All of this means that, in the coming years, there is going to be a steady increase in the demand for security professionals to design and implement more secure systems; so if that seems like something you would be interested in doing as a career, you might want to look into Network Security as a major… before it’s too late!
It’s been about a dozen years since I passed the fourth grade. That probably doesn’t make me sound particularly old — as it shouldn’t, that’s not the intention of this anecdote. You see, what boggles my mind is that, around that time, it was still often considered unfair for a teacher to ask that a paper be typed on a computer, as a lot of families still didn’t have computers, let alone printers or even — hold the phone (literally) — the internet. Compare that to today, where practically every person you cross on the street is likely concealing one (or several) considerably powerful computers that are perpetually, wirelessly connected to the internet.
It seems a bit old hat to go on about ‘how far we’ve come’ and things like that, though. We’ve all heard it at least a dozen times, computers are getting more powerful and ubiquitous every day — so what else is new?
Well, despite an amalgam of issues with infrastructure, data throughput, storage and dwindling radio spectrum, the next evolution of the ‘Internet’ is still rapidly approaching. There are a number of different interpretations on what that evolution may look like, but all of these theories describe what is generally referred to as an ‘Internet of Things’.
If you’ve ever heard people joke about how ‘pretty soon, everything is going to have an internet connection’, then you have more or less been introduced to the concept of an ‘Internet of Things’. Basically, an ‘Internet of Things’ is an idea of a society where practically all ‘things’ that are bought or sold by humans will be connected to the Internet in one form or another.
Now, to me, it seems that there is a bit of a stigma associated with this concept. People see it as unnecessary, excessive, or in some cases even a little unnerving in a ‘Big Brother’ sort of way.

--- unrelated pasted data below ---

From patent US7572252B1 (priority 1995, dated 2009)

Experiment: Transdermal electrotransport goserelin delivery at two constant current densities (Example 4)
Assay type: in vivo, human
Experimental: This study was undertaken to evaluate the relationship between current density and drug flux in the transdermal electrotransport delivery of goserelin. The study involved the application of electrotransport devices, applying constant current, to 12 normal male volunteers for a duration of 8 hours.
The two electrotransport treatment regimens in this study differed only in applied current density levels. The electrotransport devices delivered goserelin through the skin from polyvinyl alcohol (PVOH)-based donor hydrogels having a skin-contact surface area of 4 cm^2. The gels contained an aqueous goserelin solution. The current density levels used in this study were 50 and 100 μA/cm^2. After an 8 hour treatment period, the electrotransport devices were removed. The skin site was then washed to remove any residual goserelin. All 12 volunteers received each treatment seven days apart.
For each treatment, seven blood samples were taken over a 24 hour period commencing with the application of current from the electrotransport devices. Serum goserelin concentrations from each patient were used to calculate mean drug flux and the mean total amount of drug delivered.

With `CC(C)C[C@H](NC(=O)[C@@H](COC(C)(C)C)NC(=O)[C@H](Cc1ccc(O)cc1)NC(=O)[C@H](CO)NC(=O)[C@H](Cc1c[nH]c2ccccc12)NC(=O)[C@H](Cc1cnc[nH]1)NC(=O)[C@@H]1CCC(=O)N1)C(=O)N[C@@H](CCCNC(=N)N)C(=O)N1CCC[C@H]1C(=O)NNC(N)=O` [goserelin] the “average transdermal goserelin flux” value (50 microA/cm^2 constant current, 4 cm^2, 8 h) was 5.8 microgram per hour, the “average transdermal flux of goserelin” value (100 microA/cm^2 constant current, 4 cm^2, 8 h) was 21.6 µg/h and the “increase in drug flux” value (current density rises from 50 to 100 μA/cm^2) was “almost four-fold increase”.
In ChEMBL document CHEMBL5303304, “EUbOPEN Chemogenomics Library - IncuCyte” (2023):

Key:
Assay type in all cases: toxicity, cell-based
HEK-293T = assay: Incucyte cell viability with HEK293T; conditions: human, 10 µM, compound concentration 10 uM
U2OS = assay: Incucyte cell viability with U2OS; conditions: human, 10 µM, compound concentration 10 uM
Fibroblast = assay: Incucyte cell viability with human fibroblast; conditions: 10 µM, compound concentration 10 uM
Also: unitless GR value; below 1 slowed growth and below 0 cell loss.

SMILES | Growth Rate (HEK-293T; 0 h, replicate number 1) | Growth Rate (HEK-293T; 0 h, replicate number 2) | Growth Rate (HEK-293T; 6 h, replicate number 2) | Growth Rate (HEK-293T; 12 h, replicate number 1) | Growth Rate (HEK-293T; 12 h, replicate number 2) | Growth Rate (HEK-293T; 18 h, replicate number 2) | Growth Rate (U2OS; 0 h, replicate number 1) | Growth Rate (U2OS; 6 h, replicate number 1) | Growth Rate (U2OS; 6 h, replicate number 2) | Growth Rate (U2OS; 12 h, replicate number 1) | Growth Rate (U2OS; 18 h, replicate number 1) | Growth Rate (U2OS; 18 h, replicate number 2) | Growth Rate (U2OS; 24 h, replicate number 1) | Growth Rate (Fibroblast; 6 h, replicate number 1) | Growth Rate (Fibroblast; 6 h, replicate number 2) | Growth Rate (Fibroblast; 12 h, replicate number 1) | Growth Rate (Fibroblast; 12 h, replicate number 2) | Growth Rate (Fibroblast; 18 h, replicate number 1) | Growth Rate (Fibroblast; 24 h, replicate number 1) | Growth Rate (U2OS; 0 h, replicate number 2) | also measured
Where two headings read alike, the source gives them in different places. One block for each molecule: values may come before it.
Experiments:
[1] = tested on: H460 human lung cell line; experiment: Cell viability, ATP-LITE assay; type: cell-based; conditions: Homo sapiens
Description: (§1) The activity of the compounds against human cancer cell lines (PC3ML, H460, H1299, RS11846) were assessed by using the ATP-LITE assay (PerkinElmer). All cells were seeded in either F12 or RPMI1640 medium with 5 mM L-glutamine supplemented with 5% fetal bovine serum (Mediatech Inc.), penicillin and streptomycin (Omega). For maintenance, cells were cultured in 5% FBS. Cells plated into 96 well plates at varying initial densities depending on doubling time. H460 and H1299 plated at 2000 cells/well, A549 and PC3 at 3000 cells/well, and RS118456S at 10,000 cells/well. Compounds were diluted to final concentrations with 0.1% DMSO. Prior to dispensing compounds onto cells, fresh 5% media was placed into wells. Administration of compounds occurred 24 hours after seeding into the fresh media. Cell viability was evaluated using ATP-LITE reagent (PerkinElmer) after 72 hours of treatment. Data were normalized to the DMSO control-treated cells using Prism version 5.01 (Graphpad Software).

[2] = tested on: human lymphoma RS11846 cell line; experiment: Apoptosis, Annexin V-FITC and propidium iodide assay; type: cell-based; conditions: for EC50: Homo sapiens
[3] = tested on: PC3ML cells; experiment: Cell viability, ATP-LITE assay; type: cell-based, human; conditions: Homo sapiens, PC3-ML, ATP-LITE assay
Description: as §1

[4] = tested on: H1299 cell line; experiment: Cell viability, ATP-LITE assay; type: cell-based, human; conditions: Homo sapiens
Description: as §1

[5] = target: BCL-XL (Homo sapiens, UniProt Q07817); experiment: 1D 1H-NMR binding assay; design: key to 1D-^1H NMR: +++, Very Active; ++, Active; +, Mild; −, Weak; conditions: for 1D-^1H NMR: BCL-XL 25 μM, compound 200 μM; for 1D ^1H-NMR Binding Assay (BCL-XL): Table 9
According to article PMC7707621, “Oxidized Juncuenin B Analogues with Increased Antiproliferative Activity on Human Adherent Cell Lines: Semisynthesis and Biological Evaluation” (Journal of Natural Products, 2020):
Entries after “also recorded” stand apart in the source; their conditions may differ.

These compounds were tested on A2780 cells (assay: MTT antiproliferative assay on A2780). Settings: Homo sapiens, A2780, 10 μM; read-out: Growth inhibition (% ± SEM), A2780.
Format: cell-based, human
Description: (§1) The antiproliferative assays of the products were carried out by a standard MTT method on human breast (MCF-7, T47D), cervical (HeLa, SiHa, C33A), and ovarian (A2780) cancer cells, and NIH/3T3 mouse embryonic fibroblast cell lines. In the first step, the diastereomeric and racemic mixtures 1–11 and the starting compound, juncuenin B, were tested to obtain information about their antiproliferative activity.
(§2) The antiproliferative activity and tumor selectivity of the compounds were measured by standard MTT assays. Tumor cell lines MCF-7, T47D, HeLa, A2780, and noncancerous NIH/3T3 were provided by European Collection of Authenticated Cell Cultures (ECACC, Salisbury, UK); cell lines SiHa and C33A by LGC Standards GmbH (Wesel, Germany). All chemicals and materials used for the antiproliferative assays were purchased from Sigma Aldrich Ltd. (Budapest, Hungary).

I wouldn’t say people are wrong for thinking that way — it’s an important thing to consider as we continue to push the boundaries of technology — but I just wanted to play a little devil’s advocate here and talk about a few of the potential applications of this technology that have the ability to do a great amount of good.
For instance, during an emergency situation like a building fire, first responders could be equipped with software to scan for victim’s phones or other internet connected devices in order to ascertain their location. In addition, all of the networked objects in the bulding could be used to allow the firemen to determine the safest path to the located victims, or perhaps to provide them with data on where to concentrate fire suppression for maximum effectiveness.
A more pedestrian, everyday use would be something along the lines of a ‘smart house’. Your fridge would read the RFID tags attached to all of your food products and automatically compile statistics like expiration dates and generate recipes based on the contained food. Your phone would signal to your house when you arrived, whereupon it would turn on lights and set the climate.
In fact, Corning Glass’ series of concept videos for their idea of a ‘smart home’ are a good example of what an ‘Internet of Things’ could look like within a home network.